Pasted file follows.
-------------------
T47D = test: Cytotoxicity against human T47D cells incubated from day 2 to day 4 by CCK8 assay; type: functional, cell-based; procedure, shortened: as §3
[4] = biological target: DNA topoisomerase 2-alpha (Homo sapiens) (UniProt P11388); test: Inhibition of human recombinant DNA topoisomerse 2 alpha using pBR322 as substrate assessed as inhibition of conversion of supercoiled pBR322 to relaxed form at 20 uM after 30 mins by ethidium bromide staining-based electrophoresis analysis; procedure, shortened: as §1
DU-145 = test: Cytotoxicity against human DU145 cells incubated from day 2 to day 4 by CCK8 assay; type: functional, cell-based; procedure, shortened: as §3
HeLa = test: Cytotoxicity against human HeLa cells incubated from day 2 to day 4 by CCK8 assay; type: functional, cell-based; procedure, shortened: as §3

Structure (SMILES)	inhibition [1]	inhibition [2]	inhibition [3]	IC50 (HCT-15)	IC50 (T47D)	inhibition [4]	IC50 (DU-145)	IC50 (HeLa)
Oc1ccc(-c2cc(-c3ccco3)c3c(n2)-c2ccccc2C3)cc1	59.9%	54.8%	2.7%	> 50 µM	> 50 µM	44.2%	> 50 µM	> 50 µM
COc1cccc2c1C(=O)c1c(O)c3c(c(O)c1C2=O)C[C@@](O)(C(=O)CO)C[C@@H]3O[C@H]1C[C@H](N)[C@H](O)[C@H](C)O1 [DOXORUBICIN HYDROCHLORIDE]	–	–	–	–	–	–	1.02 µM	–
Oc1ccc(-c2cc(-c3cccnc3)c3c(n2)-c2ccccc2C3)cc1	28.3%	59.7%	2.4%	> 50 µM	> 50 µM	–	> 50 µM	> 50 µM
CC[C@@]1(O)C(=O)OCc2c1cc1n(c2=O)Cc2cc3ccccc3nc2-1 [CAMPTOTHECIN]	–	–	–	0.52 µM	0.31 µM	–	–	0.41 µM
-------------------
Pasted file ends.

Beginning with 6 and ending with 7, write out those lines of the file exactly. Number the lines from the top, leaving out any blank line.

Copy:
Oc1ccc(-c2cc(-c3ccco3)c3c(n2)-c2ccccc2C3)cc1	59.9%	54.8%	2.7%	> 50 µM	> 50 µM	44.2%	> 50 µM	> 50 µM
COc1cccc2c1C(=O)c1c(O)c3c(c(O)c1C2=O)C[C@@](O)(C(=O)CO)C[C@@H]3O[C@H]1C[C@H](N)[C@H](O)[C@H](C)O1 [DOXORUBICIN HYDROCHLORIDE]	–	–	–	–	–	–	1.02 µM	–